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Why do some people laugh at Funerals?

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posted on Apr, 25 2009 @ 02:09 AM
iv been to many funerary services and i almost allways end up laughing or giggeling, or become so disgusted that i flat out leave. my reason for this is simple, at these "services" they talk more about the communitys accepted or percieved accepted god then they do the deceased. and frankly thats both absurd and in bad taste. your there for the memento mori not some preachers grandstanding propaganda.

death is truely the only thing in this exsistince that can be counted on and shouldent be feared but simply accepted and understood. if you want to go all out and make the fueneral a big ceramony why dont you do a true remembrence of the human whose transistioned instead of cowering in fear at the power of a "god" to end your life .

we all die regardless or race, creed, age or faith but not everyone truely lives, remember your loved one may be gone but the effect they had on the lives of others never will as those people effect others . so embrace life and dont fear death, thanatos takes us all and in the end all that matters is what we leave the world when we go.

posted on Apr, 25 2009 @ 02:37 AM
reply to post by mommy4life

Your dead on with that.
When my best friend of 10+ years died in November. Me and his closest friends got a little laugh out of nowhere. There was no disrespect intended, and his family didn't take it that way, they knew he would of found the situation hilarious too.

Are closest group of friends, the stoner circle in that neighborhood, were all pallbearers for the funeral. When we finally got to the cementary, and the priest was talking, this kid none of us liked and ragged, including my deceased friend came out of nowhere with a bunch of roses. He starts passing them down the line, we had no clue what to do with them, and he just kind of pulled them out of nowhere. So these roses start getting passed down. Well in this group of roses, was just a stem, a big ugly stem, with no flower. Everyone kinda glanced at it, and gave it to the next person. I was at the end of the line and luckily my girlfriend was within arms reach so I handed it to her without making to much of a scene.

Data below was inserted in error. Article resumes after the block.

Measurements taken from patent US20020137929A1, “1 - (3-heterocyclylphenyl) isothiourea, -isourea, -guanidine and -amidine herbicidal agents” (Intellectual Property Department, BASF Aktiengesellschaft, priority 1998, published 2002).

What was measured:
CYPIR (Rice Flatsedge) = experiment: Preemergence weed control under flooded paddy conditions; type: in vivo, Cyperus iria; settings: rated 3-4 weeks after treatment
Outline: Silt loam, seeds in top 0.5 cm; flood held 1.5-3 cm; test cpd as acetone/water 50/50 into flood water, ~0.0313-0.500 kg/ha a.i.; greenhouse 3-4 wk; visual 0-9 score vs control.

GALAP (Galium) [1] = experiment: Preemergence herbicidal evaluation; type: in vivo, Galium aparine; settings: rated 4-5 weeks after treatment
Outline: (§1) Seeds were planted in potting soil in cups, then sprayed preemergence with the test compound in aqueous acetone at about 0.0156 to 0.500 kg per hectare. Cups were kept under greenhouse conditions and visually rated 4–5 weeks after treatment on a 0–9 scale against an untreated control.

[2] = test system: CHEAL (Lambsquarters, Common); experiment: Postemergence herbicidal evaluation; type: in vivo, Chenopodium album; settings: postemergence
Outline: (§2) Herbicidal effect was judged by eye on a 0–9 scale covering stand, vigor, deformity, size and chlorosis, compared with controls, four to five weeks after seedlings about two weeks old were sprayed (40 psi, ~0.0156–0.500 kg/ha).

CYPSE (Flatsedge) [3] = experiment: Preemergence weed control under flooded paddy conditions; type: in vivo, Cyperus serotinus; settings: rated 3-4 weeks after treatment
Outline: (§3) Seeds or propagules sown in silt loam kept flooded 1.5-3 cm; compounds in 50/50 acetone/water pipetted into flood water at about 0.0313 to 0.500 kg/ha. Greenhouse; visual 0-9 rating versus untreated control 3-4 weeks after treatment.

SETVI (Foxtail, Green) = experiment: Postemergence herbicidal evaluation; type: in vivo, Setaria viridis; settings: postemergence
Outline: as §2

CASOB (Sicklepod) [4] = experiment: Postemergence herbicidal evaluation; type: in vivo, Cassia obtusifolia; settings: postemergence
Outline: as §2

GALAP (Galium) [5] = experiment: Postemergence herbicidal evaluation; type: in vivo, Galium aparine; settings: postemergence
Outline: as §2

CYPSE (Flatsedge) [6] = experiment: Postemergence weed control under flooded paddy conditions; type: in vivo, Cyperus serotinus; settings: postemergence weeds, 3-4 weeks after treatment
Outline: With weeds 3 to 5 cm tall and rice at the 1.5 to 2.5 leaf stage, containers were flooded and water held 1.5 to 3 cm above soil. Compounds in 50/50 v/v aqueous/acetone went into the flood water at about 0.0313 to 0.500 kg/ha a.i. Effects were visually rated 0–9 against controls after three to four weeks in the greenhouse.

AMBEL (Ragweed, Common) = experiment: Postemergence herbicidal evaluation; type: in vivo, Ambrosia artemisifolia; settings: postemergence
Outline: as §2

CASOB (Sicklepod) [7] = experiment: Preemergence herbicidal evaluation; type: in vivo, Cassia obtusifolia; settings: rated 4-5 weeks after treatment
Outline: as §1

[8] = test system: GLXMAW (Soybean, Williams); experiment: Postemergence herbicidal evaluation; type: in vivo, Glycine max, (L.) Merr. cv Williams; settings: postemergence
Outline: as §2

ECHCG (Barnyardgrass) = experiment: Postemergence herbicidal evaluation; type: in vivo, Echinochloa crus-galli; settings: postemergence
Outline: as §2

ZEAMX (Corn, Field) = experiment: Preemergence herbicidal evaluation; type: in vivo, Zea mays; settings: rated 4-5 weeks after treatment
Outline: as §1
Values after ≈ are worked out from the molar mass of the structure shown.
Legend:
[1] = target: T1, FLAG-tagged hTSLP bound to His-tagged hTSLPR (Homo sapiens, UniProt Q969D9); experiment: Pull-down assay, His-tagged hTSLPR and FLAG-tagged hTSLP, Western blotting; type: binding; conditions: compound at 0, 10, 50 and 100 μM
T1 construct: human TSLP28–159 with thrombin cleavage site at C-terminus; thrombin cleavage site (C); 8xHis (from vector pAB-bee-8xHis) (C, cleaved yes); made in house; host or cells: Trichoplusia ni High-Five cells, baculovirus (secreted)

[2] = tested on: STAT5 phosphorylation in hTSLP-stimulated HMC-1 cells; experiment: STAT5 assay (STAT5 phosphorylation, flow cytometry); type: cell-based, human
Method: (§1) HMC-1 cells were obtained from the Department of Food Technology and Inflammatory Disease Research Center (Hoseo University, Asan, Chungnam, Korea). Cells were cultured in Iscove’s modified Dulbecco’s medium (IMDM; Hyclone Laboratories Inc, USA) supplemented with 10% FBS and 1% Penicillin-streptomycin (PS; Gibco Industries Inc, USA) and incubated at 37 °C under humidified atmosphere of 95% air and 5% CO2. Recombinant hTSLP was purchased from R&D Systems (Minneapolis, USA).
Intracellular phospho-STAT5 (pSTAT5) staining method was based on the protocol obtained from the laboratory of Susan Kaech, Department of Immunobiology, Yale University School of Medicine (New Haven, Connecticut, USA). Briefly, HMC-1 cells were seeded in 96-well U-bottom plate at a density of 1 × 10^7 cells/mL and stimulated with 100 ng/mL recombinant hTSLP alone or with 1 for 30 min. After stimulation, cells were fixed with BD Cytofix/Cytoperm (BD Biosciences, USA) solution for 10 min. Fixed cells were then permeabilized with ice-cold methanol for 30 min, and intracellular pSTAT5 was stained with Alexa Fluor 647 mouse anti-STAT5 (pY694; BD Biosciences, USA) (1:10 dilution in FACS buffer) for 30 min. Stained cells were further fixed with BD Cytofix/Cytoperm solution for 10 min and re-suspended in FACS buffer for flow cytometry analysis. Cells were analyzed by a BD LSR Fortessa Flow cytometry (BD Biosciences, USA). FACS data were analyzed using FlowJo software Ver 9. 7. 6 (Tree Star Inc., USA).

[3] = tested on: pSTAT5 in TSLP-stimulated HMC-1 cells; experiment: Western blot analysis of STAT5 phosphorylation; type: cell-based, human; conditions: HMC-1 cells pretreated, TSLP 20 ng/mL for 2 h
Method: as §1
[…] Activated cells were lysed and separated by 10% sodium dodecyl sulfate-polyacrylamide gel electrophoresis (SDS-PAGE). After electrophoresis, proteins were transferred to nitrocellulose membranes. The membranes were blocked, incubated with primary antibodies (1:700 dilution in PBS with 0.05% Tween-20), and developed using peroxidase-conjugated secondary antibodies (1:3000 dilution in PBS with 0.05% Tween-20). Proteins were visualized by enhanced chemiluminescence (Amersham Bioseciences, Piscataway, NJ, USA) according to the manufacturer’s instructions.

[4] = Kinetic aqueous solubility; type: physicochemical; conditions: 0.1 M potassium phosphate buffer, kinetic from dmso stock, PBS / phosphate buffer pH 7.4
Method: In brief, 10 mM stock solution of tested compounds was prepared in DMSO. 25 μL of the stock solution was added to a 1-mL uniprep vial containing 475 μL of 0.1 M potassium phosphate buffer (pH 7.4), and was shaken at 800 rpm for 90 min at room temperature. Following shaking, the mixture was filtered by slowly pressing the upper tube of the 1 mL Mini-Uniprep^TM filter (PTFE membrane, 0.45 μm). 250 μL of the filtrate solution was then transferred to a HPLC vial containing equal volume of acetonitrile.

Afterwords, everyone got a laugh at of it when we met back up, apparently the confusion on our faces was just great to watch, we had no clue what was happening.

Aside from that, I've found myself at times, when the most randomest things come up, rather than crying, I laugh about those memories, and even If I still shed a tear, the laughter is a lot better, than the grieving.

I can't speak on behalf of his family, but I do know his little brother got a few chuckles in at the wake, even though he was bawling.

P.S. Someone put a rolled blunt in his coffin, he was buried with it, but we have no clue who did it, other than that a few of us saw it at the viewing before they buried him. He had always said if he died he wanted someone to sneak a blunt in for him to cheif on. Maybe that's why his brother was laughing. Haha.

posted on Apr, 25 2009 @ 08:05 AM
reply to post by OrangeJuice

That's not uncommon, it is actually a normal reaction. I've been to several funerals in thepast couple of years and someone always does it.
Remember, some people don't view death as a tragedy, it is just another part of life.

posted on Apr, 25 2009 @ 04:07 PM
reply to post by secretagent woooman

If this is common then I'll have to put it in a category of healing an open wound. I say this because I think the brain is trying to treat itself for an unknown injury and only the chemicals released in laughter can heal that injury.

posted on Apr, 25 2009 @ 09:47 PM
I laughed at the funeral of a very good friend while talking to her brother.

He reminded me of something she told me about him, that was obvious while he was talking.

It might have seemed rude to him, but it greatly brought back memories of my friend to me.

It was a beautiful moment!

posted on Apr, 25 2009 @ 10:05 PM

Originally posted by spellbound
reply to post by OrangeJuice

Ever heard of nervous laughter?